Gov’t maintains estimated growth of economy at 5.3 percent this year

The forecast inflation was raised to 7.9%, but should be lower in 2022

Published in 16/09/2021 - 16:16 By Andreia Verdélio - Brasília

Brazil’s Ministry of the Economy maintained its projection for the growth of the economy (GDP) this year at 5.3 percent, but raised the estimated inflation from 5.9 to 7.9 percent for the period, due to the influence of the hike in fuel and electric energy prices.

The forecasts are in a document dubbed Boletim MacroFiscal, released Thursday (Sep. 16). The new projections supersede the forecasts from the previous report, published in July.

During an online present aimed at unveiling the data, Secretary for Economic Policy Adolfo Sachsida restated that mass vaccination is the best economic policy for the country and made an appeal to have the population complete its vaccine calendar against COVID-19.

Outlook

The report predicts a GDP growth of 2.5 percent starting in 2022. The government expects this will be brought about by the positive effects of pro-market reforms that have been approved or are under consideration, as well as the process of fiscal consolidation, which should lead to an improvement in public accounts after a solid increase in costs on the pandemic.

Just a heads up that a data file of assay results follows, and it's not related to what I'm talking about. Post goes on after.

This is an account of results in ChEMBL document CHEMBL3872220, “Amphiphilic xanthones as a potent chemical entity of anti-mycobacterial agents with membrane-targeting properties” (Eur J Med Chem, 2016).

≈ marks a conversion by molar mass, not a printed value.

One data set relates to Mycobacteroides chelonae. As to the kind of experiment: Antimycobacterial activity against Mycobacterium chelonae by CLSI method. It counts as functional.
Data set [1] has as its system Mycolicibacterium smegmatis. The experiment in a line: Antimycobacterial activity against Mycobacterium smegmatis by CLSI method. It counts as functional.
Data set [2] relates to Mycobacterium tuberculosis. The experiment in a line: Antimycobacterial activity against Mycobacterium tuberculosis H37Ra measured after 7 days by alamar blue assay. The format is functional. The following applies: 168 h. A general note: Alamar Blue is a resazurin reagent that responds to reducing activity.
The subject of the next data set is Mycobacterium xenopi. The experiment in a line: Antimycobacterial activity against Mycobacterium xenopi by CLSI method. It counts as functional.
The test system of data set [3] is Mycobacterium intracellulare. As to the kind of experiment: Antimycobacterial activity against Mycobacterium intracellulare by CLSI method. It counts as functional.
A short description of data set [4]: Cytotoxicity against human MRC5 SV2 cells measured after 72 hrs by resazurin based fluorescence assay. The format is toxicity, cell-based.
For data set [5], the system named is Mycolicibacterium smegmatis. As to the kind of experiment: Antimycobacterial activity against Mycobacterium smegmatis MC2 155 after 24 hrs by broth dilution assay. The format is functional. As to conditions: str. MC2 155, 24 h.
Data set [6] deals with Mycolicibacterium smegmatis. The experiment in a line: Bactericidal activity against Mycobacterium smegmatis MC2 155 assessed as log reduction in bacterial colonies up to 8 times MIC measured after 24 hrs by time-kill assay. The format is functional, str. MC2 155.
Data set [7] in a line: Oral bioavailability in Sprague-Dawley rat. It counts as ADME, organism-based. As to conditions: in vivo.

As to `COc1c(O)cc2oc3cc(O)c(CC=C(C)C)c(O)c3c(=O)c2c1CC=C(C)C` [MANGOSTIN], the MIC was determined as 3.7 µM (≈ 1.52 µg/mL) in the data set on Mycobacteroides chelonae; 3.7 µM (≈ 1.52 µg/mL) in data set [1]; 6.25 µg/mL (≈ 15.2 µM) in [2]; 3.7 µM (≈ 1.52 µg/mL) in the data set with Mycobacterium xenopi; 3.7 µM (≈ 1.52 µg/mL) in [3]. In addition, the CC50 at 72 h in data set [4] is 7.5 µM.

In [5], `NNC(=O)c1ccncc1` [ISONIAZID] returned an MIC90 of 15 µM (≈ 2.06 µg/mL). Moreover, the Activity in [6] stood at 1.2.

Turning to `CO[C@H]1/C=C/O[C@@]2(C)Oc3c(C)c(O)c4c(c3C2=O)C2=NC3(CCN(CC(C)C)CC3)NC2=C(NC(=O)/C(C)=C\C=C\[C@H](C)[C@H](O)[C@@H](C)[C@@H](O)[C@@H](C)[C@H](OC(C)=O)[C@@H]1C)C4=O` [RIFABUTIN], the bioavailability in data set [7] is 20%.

“However, it must be stressed that the risks in the prospective scenario, especially with regards to the water [crisis] and a possible  aggravation of the pandemic, should be observed with caution as its impact on the Brazilian economy is assessed,” the document reads.

The secretary went on to mention that it is necessary to eliminate the “noise” that could lead to some institutions to lower growth expectations. “Every democracy is noisy. It is our job to improve communication in order to make clear what is noise and what is a signal,” he said.

Inflation

The estimated inflation, as gauged by the National Broad Consumer Price Index (IPCA) went up from 5.9 to 7.9 percent this year. The value is above the 3.75 percent target set by the National Monetary Council, as well as above the upper limit of the tolerance margin—1.5 percentage points, or 5.25 percent.

Also per the publication, the IPCA has been more strongly impacted by fluctuations in the prices of monitored items—goods like gasoline, liquefied petroleum gas, and medications.

For 2022, the IPCA projection went from 3.5 to 3.75 percent. Starting in 2023, the projection converges towards the target: 3.25 percent in 2023 and three percent from 2024 onwards.

Translation: Fabrício Ferreira -  Edition: Valéria Aguiar / Nira Foster

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